In each subject area in which the student selects Honors or AP classes, it is recommended that he/she
has consistently earned report card grades of ‘B’ or higher in previous honors courses, or ‘A's’ in
regular academic classes. Teacher recommendation is also recommended. Individual departments
may have additional requirements listed with their courses.

                      ADVANCED PLACEMENT COURSE OFFERINGS:

 AP Biology                AP European History             AP Research
 AP Calculus – AB          AP Language & Composition AP Seminar
 AP Calculus – BC          AP Literature & Composition AP Statistics
 AP Chemistry              AP Music Theory                 AP Studio Art
                                                           AP US Government/AP Comparative
 AP Computer Science       AP Physics 1
                                                           Government
 AP Economics              AP Physics – C                  AP US History
 AP Environmental
                           AP Psychology                   AP Human Geography
 Science

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DUAL ENROLLMENT COURSES

Dual Enrollment (DE) are locally administered class offerings that allows a high school student to
enroll in college courses while receiving both secondary and college credit for that coursework. High
school students earn college credits that may be transferred to a post-secondary institution allowing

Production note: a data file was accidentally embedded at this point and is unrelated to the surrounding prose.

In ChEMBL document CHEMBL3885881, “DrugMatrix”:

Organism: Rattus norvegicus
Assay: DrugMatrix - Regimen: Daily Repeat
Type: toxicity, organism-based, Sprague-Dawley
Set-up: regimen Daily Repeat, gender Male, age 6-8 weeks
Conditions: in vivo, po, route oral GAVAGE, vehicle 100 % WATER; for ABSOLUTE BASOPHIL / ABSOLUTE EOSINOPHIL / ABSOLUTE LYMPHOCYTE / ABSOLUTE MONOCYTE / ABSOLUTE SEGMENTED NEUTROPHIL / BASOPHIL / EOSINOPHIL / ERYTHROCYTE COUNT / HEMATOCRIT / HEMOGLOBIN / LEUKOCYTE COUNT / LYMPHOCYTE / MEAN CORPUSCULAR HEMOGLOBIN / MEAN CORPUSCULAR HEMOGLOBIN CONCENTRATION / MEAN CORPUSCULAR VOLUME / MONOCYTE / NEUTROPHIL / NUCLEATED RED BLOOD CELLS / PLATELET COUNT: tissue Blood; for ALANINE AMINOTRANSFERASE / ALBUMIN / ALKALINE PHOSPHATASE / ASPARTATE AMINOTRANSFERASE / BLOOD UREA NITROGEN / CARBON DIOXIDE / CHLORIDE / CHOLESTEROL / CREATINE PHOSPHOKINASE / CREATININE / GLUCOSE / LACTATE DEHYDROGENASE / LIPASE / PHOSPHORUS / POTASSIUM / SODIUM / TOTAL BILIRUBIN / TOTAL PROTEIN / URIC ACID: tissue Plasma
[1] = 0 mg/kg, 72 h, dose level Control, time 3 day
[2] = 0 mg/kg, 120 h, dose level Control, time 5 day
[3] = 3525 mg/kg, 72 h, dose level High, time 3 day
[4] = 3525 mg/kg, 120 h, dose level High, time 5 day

the student to get a jump-start on their college education. The local programs are run through
partnerships between the high school and college. Dual Enrollment courses will be identified in the
Course Descriptions section of this booklet. Tuition will be charged at a discounted rate and billed to
the family through the college. Upon successful completion of a DE course, with a C or better,
college credits will be earned. Students are strongly encouraged to explore these options as the cost
of the credits are significantly cheaper at BASH then the current cost of a student enrolled in college.

In order for BASH to be able to offer DE courses, our curriculum and syllabi have been vetted and
approved by the offering college/ universities and the teacher has been hired as an adjunct professor.
Some courses offered in the Program of Studies are eligible for AP, DE, and/or Honors Credit.
Students may elect to pursue none, some, or all of the potential credit, depending on their future
educational and career plans. These options are outlined in each course descriptions throughout the
Program of Studies. Students and parents/guardians should consult with their school counselor to
make the best-informed decision as to what pathway to choose when selecting these courses that will
benefit the student post-secondary planning as well as financial planning.

Currently, BASH has partnerships with Montgomery County Community College and Harrisburg
University. Additional offerings for DE courses can be attained through the Berks Career &
Technology Center with Reading Area Community College and Penn State-Berks. For more
information (e.g. tuition/materials fees) please click: HERE
NOTE: Weight is pro-rated on a quarterly basis. * Students who earn a ‘C’ for a Dual Enrollment
class will still receive MCCC credit